65 Step One… Continue regimen; check HbA 1c every 3 months If fasting BG in target range, check BG before lunch, dinner, and bed. Depending on BG results, add second injection (can usually begin with ~4 units and adjust by 2 units every 3 days until BG in range) Recheck pre-meal BG levels and if out of range, may need to add another injection; if HbA 1c continues to be out of range, check 2-hr postprandial levels and adjust preprandial rapid-acting insulin If HbA 1c 7%... Bedtime intermediate-acting insulin, or bedtime or morning long-acting insulin (initiate with 10 units or 0.2 units per kg) Check FG and increase dose until in target range. If HbA 1c 7%... Hypoglycemia or FG >3.89 mmol/l (70 mg/dl): Reduce bedtime dose by 4 units (or 10% if dose >60 units) Pre-lunch BG out of range: add rapid-acting insulin at breakfast Pre-dinner BG out of range: add NPH insulin at breakfast or rapid-acting insulin at lunch Pre-bed BG out of range: add rapid-acting insulin at dinner Continue regimen; check HbA 1c every 3 months Target range: mmol/L ( mg/dL) If HbA 1c 7%... Nathan DM et al. Diabetes Care. 2006;29(8):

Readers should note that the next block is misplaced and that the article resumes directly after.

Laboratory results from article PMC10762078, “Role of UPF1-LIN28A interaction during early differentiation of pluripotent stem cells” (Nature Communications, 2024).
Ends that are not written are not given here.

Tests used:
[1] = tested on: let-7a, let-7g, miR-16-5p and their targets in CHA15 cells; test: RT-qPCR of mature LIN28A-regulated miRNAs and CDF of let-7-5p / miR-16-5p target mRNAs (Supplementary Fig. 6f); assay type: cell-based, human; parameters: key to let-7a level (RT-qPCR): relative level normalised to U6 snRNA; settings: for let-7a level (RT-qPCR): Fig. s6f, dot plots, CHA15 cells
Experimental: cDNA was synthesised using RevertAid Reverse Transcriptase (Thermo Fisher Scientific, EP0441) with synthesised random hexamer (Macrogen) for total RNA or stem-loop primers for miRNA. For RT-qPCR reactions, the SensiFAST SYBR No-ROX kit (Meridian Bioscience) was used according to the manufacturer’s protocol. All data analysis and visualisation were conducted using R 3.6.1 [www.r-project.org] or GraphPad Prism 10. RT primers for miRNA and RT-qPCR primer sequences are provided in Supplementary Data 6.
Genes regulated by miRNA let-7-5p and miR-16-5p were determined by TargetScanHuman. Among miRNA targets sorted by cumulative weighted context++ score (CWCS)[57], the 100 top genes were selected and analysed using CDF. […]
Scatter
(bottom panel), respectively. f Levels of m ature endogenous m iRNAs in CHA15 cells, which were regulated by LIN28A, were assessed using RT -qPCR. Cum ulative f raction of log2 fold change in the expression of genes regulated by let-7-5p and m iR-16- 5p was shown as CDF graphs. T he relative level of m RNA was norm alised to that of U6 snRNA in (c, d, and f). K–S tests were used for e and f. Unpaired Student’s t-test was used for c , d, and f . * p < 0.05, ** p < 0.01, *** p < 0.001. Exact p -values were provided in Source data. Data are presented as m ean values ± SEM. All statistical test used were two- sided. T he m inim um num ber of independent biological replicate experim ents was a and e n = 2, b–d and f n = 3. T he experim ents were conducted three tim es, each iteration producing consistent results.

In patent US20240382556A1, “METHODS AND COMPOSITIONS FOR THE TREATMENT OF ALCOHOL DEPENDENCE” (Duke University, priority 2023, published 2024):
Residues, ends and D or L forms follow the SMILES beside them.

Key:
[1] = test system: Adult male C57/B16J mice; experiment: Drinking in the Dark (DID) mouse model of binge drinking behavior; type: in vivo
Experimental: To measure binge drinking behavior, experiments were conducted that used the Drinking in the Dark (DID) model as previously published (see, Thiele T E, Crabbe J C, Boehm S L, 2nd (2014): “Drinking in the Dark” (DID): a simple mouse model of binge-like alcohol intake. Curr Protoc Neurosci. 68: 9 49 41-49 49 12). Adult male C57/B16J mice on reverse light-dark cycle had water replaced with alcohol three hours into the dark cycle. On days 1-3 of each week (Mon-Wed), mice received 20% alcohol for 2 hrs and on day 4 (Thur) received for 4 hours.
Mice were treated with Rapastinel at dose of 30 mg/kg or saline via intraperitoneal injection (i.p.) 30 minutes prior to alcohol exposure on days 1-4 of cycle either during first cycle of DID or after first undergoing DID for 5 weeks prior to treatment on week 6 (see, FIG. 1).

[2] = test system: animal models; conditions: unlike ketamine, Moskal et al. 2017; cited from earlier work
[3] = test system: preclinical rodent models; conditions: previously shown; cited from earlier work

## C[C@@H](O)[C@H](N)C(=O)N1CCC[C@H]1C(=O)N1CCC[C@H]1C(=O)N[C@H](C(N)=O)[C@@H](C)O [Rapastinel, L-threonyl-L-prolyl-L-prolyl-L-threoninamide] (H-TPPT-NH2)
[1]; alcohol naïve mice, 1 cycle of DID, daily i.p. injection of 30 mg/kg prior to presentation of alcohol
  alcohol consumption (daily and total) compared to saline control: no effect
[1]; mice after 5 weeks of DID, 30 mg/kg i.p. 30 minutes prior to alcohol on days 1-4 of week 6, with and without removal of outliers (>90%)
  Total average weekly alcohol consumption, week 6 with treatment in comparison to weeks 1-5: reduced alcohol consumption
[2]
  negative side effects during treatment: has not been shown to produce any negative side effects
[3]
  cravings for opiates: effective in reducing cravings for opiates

66 Step One: Initiating Insulin Start with either… –Bedtime intermediate-acting insulin or –Bedtime or morning long-acting insulin Insulin regimens should be designed taking lifestyle and meal schedules into account Nathan DM et al. Diabetes Care 2006;29(8):

67 Step One: Initiating Insulin, contd Check fasting glucose and increase dose until in target range –Target range: mmol/l ( mg/dl) –Typical dose increase is 2 units every 3 days, but if fasting glucose >10 mmol/l (>180 mg/dl), can increase by large increments (e.g., 4 units every 3 days) Nathan DM et al. Diabetes Care 2006;29(8):